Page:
Anyway, just thinking out loud, sorry it was a bit longish.
But such a move by the NPC could also be justified by him thus testing their mantle to further evaluate the strenght of those hermetic "meddlers", before declaring WW against them, which was my point, I guess.

Dispater, no at first, it was a wizard war. It turned into a march later. Reread your order of hermes summa :smiley:

There may be nothing in the Peripheral Code because it's legal at face value - it breaks nothing of The Code, so one would be hardpressed to find reason to bring a complaint to Tribunal in the first place. One mage "picking" on several is hardly "unfair" (altho' repeated use of such could be seen as "bullying" - which is not technically illegal in itself, just frowned upon and often interpreted as breaking other parts of The Code).

However, your formal precedent(s):

899 AD, 1038 Age of Aries - Stonehenge Tribunal[list]Blackthorn covenant declares Wizard’s War on Rosalba covenant. Rosalba is destroyed and all the magi killed.

1003-1012 AD, 1142-1151 Age of Aries - The Schism War
The early stages of the war are simply chaos, with no known trigger. Mage battles mage, assassinations are performed, covenants turn on themselves, forests burned, plains wasted, and cities leveled in the war between Houses and Covenants.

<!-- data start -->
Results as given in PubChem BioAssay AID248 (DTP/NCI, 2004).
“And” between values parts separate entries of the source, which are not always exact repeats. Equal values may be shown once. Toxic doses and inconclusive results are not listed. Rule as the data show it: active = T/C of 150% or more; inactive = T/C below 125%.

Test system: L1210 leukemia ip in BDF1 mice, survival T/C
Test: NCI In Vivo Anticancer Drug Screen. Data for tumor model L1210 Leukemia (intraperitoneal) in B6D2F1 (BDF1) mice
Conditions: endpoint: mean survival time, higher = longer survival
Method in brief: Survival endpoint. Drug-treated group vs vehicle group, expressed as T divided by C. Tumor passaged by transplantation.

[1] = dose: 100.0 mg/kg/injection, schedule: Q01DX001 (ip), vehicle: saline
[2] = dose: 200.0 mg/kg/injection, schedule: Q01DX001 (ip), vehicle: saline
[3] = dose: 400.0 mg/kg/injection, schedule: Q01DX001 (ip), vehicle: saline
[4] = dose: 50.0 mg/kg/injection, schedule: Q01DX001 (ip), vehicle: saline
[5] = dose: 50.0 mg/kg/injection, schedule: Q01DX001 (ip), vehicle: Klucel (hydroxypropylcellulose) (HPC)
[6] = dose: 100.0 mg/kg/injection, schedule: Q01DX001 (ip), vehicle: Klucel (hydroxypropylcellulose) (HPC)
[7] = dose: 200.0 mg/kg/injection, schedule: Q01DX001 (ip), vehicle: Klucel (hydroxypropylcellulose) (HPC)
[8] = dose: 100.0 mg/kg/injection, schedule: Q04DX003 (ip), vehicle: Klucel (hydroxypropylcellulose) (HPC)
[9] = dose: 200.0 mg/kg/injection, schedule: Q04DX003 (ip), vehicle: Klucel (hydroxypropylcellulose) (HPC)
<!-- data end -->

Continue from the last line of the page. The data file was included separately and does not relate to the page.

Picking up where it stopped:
The war ends with a declaration of Wizard’s War by Primus Cercistum of House Tremere on House Diedne. House Guernicus validates the declaration by Renouncing House Diedne.[size=85](from the timeline collated by the illustrious Mssr. Eric Tyrrell.)[/size][/list:u]
If one mage declaring WW on an entire House is not enough, I don't know what is. :wink:

(However - for the Devil's Advocates in the house, I'll point out 2 things - 1) Stonehenge Tribunal is usually inquorate* and so valid complaints may never get heard, much less ruled upon, and 2) the Schism War is hardly a "normal situation" and rulings during that time were often expedient (or even desperate) rather than traditionally weighed and validated. There could, quite possibly, be wiggle room in here for a legitimate complaint, altho' it would probably require politics more than legal grounds to get a conviction.)